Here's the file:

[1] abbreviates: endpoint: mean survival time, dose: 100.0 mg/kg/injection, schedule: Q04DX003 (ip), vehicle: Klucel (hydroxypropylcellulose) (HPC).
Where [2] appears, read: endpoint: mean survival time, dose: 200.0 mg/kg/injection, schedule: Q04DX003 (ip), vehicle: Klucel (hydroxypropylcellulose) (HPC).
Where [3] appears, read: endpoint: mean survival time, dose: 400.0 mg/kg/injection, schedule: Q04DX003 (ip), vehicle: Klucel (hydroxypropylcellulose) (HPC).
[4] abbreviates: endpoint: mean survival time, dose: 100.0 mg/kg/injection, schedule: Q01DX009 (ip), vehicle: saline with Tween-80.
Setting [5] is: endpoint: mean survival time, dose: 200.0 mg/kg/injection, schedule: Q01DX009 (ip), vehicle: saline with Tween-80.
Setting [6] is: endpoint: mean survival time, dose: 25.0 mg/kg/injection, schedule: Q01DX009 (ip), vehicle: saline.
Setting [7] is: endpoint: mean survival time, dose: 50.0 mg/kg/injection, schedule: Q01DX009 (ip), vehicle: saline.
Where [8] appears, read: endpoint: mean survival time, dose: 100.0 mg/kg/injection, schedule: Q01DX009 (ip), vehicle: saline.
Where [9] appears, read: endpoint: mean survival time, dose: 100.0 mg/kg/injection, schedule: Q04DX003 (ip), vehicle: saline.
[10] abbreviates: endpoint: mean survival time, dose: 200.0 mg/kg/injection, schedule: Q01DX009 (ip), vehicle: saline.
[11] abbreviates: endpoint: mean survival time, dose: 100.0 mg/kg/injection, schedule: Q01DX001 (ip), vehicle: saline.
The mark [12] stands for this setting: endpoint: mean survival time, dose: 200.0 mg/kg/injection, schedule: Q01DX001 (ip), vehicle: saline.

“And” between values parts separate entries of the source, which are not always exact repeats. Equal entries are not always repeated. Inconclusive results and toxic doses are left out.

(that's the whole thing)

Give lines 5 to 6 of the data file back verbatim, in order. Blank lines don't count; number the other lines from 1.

Setting [5] is: endpoint: mean survival time, dose: 200.0 mg/kg/injection, schedule: Q01DX009 (ip), vehicle: saline with Tween-80.
Setting [6] is: endpoint: mean survival time, dose: 25.0 mg/kg/injection, schedule: Q01DX009 (ip), vehicle: saline.